According to the preliminary analysis by United Nations Environment programme, it showed that a combination of biological and environmental factors led to the massive die-off which has primarily affected mothers and calves. No survivors has been reported from all the hers affected.
90 percent of the saiga population is located in Kazakhstan.
This has prompted to establish a working group to examine what contributed to the die off so another one in future can be prevented.
At the request of Kazakhstan, the Secretariat of the Convention on the Conservation of Migratory Species of Wild Animals or CMS embarked on an emergency mission to assist the working group.
Two pathogens are determined as contributors to die off. However, the pathogens Clostridia and Pasteurella are only deadly if the host’s immune system is already weak .
This suggests that there are other factors which are responsible for weakening of the immune system of the antelopes and thereby allowing pathogens to take over the antelopes.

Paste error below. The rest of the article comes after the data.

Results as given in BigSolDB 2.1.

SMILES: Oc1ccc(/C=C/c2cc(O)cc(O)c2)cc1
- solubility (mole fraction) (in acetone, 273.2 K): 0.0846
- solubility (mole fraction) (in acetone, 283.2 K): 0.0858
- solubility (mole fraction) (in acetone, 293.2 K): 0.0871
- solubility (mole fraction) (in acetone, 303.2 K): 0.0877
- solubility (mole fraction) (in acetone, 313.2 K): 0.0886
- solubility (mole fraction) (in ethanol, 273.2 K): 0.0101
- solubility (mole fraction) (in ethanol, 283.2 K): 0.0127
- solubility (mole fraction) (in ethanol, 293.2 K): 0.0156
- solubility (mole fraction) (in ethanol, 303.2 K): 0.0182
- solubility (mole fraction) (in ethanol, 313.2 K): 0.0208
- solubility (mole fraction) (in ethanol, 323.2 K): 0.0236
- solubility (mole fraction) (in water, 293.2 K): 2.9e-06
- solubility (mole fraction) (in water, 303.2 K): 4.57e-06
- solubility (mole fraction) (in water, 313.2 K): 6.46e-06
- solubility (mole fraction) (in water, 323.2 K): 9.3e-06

Experts are now investigating vegetation, weather and other factors in the area to isolate the contributors to the die off. So far, only rocket fuel has been ruled out as a contributor by the working group.
Mass mortality events are actually nothing new to saiga antelopes but the extent of the damage this time is far worse than anything the animal has encountered.
The last mass mortality event was reported in 2010 that claimed 12,000 animals.
Saiga antelopes quickly rebound from die offs because it’s common for them to have twins at every birth.
Bradnee Chambers, CMS executive secretary said, “Our hope is that if we can control what is driving these mass mortality events as well as tackle the number one threat to saigas.”
Kazakhstan has faithfully enforcing the CMS Memorandum of Understanding on saiga conservation and restoration, establishing anti-poaching patrols and protected areas.
According to the aerial survey carried out by the country’s national monitoring program, prior to the die-off, the saiga antelope population in Kazakhstan was at about 250,000.